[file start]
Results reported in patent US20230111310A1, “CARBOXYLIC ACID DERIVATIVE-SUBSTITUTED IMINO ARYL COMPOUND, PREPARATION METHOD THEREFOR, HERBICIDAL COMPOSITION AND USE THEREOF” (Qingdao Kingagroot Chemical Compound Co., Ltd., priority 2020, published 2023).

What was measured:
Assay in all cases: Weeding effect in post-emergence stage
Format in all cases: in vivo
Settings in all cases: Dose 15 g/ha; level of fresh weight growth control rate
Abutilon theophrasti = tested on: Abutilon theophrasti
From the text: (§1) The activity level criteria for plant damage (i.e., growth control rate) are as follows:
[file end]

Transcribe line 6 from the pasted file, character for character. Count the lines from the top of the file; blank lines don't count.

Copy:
Abutilon theophrasti = tested on: Abutilon theophrasti